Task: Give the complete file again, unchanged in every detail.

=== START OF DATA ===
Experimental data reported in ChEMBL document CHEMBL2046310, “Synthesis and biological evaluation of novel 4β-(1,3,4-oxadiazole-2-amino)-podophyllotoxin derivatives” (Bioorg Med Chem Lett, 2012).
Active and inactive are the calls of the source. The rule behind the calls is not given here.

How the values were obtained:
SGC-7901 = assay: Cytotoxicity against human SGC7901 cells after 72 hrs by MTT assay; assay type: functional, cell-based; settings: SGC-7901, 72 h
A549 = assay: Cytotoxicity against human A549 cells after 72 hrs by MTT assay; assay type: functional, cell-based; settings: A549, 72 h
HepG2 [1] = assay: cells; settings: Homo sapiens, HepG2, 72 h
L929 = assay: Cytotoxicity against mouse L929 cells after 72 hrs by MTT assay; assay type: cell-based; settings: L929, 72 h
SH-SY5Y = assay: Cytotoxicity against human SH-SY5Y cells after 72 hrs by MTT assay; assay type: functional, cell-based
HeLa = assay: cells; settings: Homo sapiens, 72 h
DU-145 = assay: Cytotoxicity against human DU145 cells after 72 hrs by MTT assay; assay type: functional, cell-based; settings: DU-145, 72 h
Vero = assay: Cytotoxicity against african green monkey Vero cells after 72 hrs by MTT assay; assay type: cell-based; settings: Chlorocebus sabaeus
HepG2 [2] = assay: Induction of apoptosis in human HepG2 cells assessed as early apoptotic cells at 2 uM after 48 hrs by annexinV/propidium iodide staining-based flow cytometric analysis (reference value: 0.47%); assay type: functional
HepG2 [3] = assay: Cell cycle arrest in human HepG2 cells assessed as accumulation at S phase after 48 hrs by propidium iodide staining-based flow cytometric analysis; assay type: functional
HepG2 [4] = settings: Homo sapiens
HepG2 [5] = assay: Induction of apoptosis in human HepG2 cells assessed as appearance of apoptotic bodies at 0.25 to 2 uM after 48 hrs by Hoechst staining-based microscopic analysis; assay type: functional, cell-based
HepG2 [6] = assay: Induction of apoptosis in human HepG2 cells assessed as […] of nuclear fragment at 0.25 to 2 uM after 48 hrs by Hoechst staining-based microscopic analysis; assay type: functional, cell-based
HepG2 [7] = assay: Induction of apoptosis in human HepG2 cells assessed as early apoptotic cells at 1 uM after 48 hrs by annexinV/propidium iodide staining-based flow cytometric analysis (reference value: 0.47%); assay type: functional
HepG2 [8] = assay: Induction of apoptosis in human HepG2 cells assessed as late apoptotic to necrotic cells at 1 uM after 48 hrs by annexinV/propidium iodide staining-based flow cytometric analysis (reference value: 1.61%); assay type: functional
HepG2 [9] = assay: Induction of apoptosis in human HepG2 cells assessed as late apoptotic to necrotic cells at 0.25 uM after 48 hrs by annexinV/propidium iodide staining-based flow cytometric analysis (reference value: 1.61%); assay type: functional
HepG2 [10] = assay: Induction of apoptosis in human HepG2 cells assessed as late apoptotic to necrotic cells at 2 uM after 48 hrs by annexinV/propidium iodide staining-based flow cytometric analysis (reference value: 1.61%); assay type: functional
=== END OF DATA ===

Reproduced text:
Experimental data reported in ChEMBL document CHEMBL2046310, “Synthesis and biological evaluation of novel 4β-(1,3,4-oxadiazole-2-amino)-podophyllotoxin derivatives” (Bioorg Med Chem Lett, 2012).
Active and inactive are the calls of the source. The rule behind the calls is not given here.

How the values were obtained:
SGC-7901 = assay: Cytotoxicity against human SGC7901 cells after 72 hrs by MTT assay; assay type: functional, cell-based; settings: SGC-7901, 72 h
A549 = assay: Cytotoxicity against human A549 cells after 72 hrs by MTT assay; assay type: functional, cell-based; settings: A549, 72 h
HepG2 [1] = assay: cells; settings: Homo sapiens, HepG2, 72 h
L929 = assay: Cytotoxicity against mouse L929 cells after 72 hrs by MTT assay; assay type: cell-based; settings: L929, 72 h
SH-SY5Y = assay: Cytotoxicity against human SH-SY5Y cells after 72 hrs by MTT assay; assay type: functional, cell-based
HeLa = assay: cells; settings: Homo sapiens, 72 h
DU-145 = assay: Cytotoxicity against human DU145 cells after 72 hrs by MTT assay; assay type: functional, cell-based; settings: DU-145, 72 h
Vero = assay: Cytotoxicity against african green monkey Vero cells after 72 hrs by MTT assay; assay type: cell-based; settings: Chlorocebus sabaeus
HepG2 [2] = assay: Induction of apoptosis in human HepG2 cells assessed as early apoptotic cells at 2 uM after 48 hrs by annexinV/propidium iodide staining-based flow cytometric analysis (reference value: 0.47%); assay type: functional
HepG2 [3] = assay: Cell cycle arrest in human HepG2 cells assessed as accumulation at S phase after 48 hrs by propidium iodide staining-based flow cytometric analysis; assay type: functional
HepG2 [4] = settings: Homo sapiens
HepG2 [5] = assay: Induction of apoptosis in human HepG2 cells assessed as appearance of apoptotic bodies at 0.25 to 2 uM after 48 hrs by Hoechst staining-based microscopic analysis; assay type: functional, cell-based
HepG2 [6] = assay: Induction of apoptosis in human HepG2 cells assessed as […] of nuclear fragment at 0.25 to 2 uM after 48 hrs by Hoechst staining-based microscopic analysis; assay type: functional, cell-based
HepG2 [7] = assay: Induction of apoptosis in human HepG2 cells assessed as early apoptotic cells at 1 uM after 48 hrs by annexinV/propidium iodide staining-based flow cytometric analysis (reference value: 0.47%); assay type: functional
HepG2 [8] = assay: Induction of apoptosis in human HepG2 cells assessed as late apoptotic to necrotic cells at 1 uM after 48 hrs by annexinV/propidium iodide staining-based flow cytometric analysis (reference value: 1.61%); assay type: functional
HepG2 [9] = assay: Induction of apoptosis in human HepG2 cells assessed as late apoptotic to necrotic cells at 0.25 uM after 48 hrs by annexinV/propidium iodide staining-based flow cytometric analysis (reference value: 1.61%); assay type: functional
HepG2 [10] = assay: Induction of apoptosis in human HepG2 cells assessed as late apoptotic to necrotic cells at 2 uM after 48 hrs by annexinV/propidium iodide staining-based flow cytometric analysis (reference value: 1.61%); assay type: functional